72. 72
    tobie says:

    @Ladyraxterinok: Don’t get it either. Not at this moment in time.

    @Betty Cracker: Yup. The idea of Trump (or any President) using the vast powers of the office to go after political opponents and perceived enemies in government is terrifying. It puts us three-quarters of the way toward a police state. The last quarter is using that vast power to spy on the public.

  73. 73
    Kay says:

    @James E Powell:

    Elites (and I use that word not sarcastically but as a real thing- we don’t, in fact, have a classless society) elites have to own their part in this. They moved away from “merit” as a measure and it shows. They cheat. 30% of kids in higher income high schools are claiming disability to get extra time for college entrance exams. They grabbed yet another leg up, in addition to the huge advantage they started with. They used all that privilege not to actually achieve but to GAME. Those kids learned this somewhere. They learned that the way to win is to CHEAT.

    Our rabble may be stupid assholes, but our elites are not living up to their billing as elites, either.

  74. 74
    tobie says:

    @Kay: You got it. And thus the need for imagination in times of crisis. You’ve got to figure out how to rebuild the institutions that have collapsed on new ground.

  75. 75
    Domestic short hair tabby says:

    @Ken: thanks for the link

  76. 76
    Citizen Alan says:

    @Barney:

    OT but the one thing I disliked about Black Panther was the senseless decision to kill off Ulysses Klaw. Not only did we lose a founding member of the Masters of Evil, but we lost Andy Serkis from the MCU forever.

  77. 77
    plato says:

    Who will be the next PM?

    All but one of them are either rabid brexshitters, or worse, overzealous ‘converts who saw the writing on the wall’.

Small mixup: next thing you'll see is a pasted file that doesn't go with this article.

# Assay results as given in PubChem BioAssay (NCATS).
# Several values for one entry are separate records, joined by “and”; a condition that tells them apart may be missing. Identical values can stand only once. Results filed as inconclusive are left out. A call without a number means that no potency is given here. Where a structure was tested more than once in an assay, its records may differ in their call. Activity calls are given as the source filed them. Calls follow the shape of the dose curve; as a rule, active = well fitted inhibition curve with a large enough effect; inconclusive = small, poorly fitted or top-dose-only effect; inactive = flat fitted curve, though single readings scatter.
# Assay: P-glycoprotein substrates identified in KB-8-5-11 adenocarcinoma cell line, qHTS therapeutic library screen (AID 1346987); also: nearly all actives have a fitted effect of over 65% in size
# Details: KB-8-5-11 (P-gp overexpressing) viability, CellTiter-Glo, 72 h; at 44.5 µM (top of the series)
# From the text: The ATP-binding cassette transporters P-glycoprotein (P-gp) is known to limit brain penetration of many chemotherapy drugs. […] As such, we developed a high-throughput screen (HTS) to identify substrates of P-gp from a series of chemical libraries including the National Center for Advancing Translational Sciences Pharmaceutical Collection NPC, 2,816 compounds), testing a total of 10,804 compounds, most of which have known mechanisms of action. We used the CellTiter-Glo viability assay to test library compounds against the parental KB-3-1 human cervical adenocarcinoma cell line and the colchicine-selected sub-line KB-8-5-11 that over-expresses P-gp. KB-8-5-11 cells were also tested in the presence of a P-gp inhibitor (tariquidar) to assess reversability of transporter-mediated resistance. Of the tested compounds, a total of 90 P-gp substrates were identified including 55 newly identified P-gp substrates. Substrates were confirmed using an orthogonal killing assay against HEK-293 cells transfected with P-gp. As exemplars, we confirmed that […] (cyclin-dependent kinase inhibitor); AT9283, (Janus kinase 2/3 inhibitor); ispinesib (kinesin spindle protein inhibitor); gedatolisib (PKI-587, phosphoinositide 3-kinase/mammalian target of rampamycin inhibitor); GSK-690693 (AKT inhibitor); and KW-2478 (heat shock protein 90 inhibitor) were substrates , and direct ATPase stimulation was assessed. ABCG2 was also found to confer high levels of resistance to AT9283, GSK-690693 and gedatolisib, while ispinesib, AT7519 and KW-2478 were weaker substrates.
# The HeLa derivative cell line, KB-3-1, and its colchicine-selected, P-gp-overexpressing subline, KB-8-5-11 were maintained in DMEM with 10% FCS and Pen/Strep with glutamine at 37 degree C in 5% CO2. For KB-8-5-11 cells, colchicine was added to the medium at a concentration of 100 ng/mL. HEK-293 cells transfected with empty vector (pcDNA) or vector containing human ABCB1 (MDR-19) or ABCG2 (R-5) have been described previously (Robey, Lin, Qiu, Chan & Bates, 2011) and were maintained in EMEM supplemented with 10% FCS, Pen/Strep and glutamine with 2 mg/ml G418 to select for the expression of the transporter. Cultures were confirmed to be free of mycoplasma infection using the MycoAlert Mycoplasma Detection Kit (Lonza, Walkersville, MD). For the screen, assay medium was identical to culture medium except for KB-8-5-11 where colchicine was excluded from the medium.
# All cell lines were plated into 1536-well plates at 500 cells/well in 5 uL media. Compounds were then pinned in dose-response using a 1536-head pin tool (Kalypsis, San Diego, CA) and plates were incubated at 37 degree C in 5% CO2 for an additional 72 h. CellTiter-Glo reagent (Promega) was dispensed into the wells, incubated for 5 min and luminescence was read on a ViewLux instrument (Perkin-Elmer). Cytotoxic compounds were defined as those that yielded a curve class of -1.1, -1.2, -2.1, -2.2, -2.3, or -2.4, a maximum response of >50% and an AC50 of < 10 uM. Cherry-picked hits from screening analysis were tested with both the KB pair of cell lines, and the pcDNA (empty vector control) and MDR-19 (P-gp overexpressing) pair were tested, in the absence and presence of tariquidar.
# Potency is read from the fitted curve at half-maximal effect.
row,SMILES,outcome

The only remainer exception is Amber Rudd.

  78. 78
    NotMax says:

    Time to polish up the baby blimp.

  79. 79
    L85NJGT says:

    @Kay:

    sic semper erat, et sic semper erit

    IIRC Frank Serpico said something to the effect that ten percent of a police squad room were crooks, ten percent incorruptible, and the other eighty percent went with who ever held sway. I suspect this holds true across all institutions and orders.

    “It is the common fate of the indolent to see their rights become a prey to the active. The condition upon which God hath given liberty to man is eternal vigilance.”
    John Philpot Curran

  80. 80
    Tony Jay says:

    @Betty Cracker:

    Scummy bastards will be scummy bastards, and when they’re given real power and allowed, even encouraged, to indulge themselves with impunity they’ll do a lot of damage, not just to people’s lives and the institutions we rely on to make those lives livable, but to our souls. They’ll destroy and lay waste to nice things as long as they’re allowed to, but the wheel turns and the ride stops and people remember why they used to dislike scummy bastards in the first place.

    I’m just really irate that I’m living through one of those moral and ethical downturns. Can someone spot me a dragon for a few weeks? It’ll really speed things up if you do.

  81. 81
    Mnemosyne says:

    I have to say, I’m fairly impressed with San Jose Airport. Security was super fast and I got a ham and egg breakfast at San Jose Joe’s for $10 (though orange juice was $4). Now I have about 30 minutes to wait for my flight back to LA.

  82. 82